Scientists of RBINS and Antwerp University Developed an Investment Model for Geothermal Energy



Drilling into the subsurface to extract geothermal heat from it. (Photo: RBINS)
Scientists of RBINS and Antwerp University Developed an Investment Model for Geothermal Energy
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Siska Van Parys

Geothermal energy can be useful to achieve the (national) renewable energy goals. However, it is an investment-heavy technology when it comes to great depths. Scientists from the Geological Survey of Belgium, part of the Royal Belgian Institute of Natural Sciences (RBINS), and the University of Antwerp, come to the conclusion that a public loan that is repaid only if the geothermal project turns out to be profitable, is the most appropriate policy measure.

As Zuhal Demir, the Flemish Minister of energy, recently declared, Flanders will not meet its renewable energy goals in 2020. Among other things, planned investments in geothermal energy production are lagging behind the development path set out in the National Renewable Energy Action Plans.

Costs and benefits

Geologist Kris Welkenhuysen (RBINS) explains: “The Earth’s heat can be used for geothermal energy. Extracting heat to drive a heat pump is one of the geothermal applications. Deep geothermal applications refer to the heat extracted at great depths. This technique is very promising given that it delivers an important and constant source of sustainable energy. But it also requires massive investments to kick off and involves geological and market-related uncertainties. This discourages investors.”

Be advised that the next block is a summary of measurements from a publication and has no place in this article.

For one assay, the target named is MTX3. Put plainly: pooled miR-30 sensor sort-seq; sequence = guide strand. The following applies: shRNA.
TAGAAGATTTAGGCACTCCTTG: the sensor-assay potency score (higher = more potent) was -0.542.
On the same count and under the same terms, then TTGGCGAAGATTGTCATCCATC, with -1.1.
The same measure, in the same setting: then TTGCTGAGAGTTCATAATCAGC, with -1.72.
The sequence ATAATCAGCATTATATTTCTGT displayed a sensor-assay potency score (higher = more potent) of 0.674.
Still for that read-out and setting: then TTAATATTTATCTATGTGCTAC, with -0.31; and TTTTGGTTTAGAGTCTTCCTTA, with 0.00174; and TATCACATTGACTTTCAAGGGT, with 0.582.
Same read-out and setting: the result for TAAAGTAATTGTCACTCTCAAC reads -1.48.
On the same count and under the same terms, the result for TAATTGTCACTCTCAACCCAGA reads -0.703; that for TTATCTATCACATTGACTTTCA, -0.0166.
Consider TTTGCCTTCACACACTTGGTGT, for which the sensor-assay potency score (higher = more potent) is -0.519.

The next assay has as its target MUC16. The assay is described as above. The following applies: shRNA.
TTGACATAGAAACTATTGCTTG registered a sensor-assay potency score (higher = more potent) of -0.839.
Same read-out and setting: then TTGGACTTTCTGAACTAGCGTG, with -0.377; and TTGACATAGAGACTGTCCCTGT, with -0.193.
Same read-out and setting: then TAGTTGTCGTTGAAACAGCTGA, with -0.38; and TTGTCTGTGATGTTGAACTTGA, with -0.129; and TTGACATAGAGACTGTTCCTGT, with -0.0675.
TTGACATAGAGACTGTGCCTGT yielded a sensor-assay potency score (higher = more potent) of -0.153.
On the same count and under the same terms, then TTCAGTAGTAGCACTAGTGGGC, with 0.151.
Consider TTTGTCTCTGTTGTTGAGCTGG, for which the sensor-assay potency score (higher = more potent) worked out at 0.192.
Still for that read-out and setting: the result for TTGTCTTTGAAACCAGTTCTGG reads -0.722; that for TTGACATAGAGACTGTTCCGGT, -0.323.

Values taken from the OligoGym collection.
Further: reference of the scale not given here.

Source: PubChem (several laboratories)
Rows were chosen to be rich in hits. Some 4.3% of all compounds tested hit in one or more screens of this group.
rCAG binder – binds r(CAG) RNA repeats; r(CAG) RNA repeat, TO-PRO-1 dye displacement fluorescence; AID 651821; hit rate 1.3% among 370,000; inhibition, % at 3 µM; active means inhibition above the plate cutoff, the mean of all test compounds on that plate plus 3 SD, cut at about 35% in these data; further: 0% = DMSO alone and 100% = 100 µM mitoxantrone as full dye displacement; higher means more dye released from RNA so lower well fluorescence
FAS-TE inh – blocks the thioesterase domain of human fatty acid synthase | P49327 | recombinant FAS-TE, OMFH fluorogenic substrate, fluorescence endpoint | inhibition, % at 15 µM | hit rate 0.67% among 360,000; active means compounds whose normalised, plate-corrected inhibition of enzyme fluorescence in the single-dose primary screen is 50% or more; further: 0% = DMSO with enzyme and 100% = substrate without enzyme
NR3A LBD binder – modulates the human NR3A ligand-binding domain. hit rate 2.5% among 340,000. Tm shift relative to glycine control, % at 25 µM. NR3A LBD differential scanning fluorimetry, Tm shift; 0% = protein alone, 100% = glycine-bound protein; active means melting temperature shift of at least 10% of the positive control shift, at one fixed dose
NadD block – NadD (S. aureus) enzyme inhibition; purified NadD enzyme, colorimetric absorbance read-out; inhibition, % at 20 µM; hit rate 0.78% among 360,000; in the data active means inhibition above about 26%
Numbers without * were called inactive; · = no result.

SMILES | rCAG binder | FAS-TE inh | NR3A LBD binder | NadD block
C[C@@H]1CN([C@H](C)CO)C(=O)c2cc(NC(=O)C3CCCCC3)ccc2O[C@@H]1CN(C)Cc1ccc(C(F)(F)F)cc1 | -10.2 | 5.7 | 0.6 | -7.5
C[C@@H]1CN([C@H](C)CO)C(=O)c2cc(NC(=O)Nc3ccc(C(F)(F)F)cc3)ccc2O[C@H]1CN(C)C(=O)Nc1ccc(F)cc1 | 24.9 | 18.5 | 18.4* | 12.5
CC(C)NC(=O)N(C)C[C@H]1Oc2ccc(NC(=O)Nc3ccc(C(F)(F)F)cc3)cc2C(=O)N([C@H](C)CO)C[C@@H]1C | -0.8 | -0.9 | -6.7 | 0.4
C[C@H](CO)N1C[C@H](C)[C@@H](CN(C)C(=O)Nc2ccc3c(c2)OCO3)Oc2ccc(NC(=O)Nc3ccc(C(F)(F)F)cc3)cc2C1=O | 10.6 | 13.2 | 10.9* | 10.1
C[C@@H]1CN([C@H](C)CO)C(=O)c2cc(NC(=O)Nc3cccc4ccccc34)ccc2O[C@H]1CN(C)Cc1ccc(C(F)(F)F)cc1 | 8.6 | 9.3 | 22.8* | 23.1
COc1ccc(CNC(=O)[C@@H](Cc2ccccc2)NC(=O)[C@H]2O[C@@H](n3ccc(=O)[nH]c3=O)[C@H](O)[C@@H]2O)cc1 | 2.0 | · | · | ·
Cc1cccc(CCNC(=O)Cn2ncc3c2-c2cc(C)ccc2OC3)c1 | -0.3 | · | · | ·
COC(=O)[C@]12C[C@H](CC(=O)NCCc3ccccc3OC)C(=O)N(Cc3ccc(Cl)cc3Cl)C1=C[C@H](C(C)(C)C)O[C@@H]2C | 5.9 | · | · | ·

Tine Compernolle, environmental economist at University of Antwerp, developed with Kris Welkenhuysen and Kris Piessens, both geologists at RBINS, a model that shows how political measures could reduce risks linked to investments and how they can increase the profitability. Tine Compernolle says: “We have studied if the public costs of political measures could counterbalance private profits.”

A recoverable loan

Scientists considered that a geothermal project is carried out in several steps and that it could be stopped based on information after the exploration phase. Tine Compernolle adds: “Even if most countries prefer an insurance scheme to decrease the risks of investing, our results have shown that such system increases the risks of stopping the project.”

According to Kris Piessens, “the most adequate political measure appears to be a loan only refunded if the project proofs to be profitable. This measure increases the likelihood that a project will be developed further and that it will be profitable. It also assures a fair distribution of support for projects that need it the most. That is the best guarantee for the development of a stable geothermal sector.”
The study, which builds upon results from the ALPI project (Belspo), has been published in the journal Energy Economics.


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